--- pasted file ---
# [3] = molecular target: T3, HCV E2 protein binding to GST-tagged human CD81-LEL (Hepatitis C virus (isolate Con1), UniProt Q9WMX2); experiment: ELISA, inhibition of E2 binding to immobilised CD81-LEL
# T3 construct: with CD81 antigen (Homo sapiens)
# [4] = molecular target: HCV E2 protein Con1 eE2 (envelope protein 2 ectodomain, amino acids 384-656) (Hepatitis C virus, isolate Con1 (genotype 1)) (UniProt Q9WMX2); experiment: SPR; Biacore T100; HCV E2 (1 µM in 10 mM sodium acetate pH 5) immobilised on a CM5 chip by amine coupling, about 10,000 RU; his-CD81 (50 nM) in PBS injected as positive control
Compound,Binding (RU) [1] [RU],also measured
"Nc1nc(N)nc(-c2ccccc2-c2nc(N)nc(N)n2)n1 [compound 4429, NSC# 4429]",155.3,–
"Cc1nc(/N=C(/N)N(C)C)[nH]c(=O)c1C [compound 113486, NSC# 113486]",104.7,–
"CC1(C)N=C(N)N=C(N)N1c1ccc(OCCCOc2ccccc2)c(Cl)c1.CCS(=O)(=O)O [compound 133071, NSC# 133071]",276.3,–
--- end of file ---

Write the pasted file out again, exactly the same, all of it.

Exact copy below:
# [3] = molecular target: T3, HCV E2 protein binding to GST-tagged human CD81-LEL (Hepatitis C virus (isolate Con1), UniProt Q9WMX2); experiment: ELISA, inhibition of E2 binding to immobilised CD81-LEL
# T3 construct: with CD81 antigen (Homo sapiens)
# [4] = molecular target: HCV E2 protein Con1 eE2 (envelope protein 2 ectodomain, amino acids 384-656) (Hepatitis C virus, isolate Con1 (genotype 1)) (UniProt Q9WMX2); experiment: SPR; Biacore T100; HCV E2 (1 µM in 10 mM sodium acetate pH 5) immobilised on a CM5 chip by amine coupling, about 10,000 RU; his-CD81 (50 nM) in PBS injected as positive control
Compound,Binding (RU) [1] [RU],also measured
"Nc1nc(N)nc(-c2ccccc2-c2nc(N)nc(N)n2)n1 [compound 4429, NSC# 4429]",155.3,–
"Cc1nc(/N=C(/N)N(C)C)[nH]c(=O)c1C [compound 113486, NSC# 113486]",104.7,–
"CC1(C)N=C(N)N=C(N)N1c1ccc(OCCCOc2ccccc2)c(Cl)c1.CCS(=O)(=O)O [compound 133071, NSC# 133071]",276.3,–